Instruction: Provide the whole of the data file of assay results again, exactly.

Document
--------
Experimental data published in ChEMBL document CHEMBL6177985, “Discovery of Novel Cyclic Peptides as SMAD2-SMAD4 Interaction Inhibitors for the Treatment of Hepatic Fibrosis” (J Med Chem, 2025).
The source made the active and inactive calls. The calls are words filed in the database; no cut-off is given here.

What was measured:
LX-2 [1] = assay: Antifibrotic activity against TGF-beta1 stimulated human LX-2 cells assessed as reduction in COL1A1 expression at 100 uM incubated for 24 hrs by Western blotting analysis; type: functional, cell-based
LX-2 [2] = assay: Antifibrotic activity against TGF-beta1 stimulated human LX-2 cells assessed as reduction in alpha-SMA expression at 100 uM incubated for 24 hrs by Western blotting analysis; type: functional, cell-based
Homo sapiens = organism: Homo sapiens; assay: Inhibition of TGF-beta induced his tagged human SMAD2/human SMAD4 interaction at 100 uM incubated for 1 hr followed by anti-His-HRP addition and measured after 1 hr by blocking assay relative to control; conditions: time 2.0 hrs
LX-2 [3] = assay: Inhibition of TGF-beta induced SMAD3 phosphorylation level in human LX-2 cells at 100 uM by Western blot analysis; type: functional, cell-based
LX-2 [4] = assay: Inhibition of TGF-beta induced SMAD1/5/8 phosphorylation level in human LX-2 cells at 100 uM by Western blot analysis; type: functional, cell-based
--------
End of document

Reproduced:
Experimental data published in ChEMBL document CHEMBL6177985, “Discovery of Novel Cyclic Peptides as SMAD2-SMAD4 Interaction Inhibitors for the Treatment of Hepatic Fibrosis” (J Med Chem, 2025).
The source made the active and inactive calls. The calls are words filed in the database; no cut-off is given here.

What was measured:
LX-2 [1] = assay: Antifibrotic activity against TGF-beta1 stimulated human LX-2 cells assessed as reduction in COL1A1 expression at 100 uM incubated for 24 hrs by Western blotting analysis; type: functional, cell-based
LX-2 [2] = assay: Antifibrotic activity against TGF-beta1 stimulated human LX-2 cells assessed as reduction in alpha-SMA expression at 100 uM incubated for 24 hrs by Western blotting analysis; type: functional, cell-based
Homo sapiens = organism: Homo sapiens; assay: Inhibition of TGF-beta induced his tagged human SMAD2/human SMAD4 interaction at 100 uM incubated for 1 hr followed by anti-His-HRP addition and measured after 1 hr by blocking assay relative to control; conditions: time 2.0 hrs
LX-2 [3] = assay: Inhibition of TGF-beta induced SMAD3 phosphorylation level in human LX-2 cells at 100 uM by Western blot analysis; type: functional, cell-based
LX-2 [4] = assay: Inhibition of TGF-beta induced SMAD1/5/8 phosphorylation level in human LX-2 cells at 100 uM by Western blot analysis; type: functional, cell-based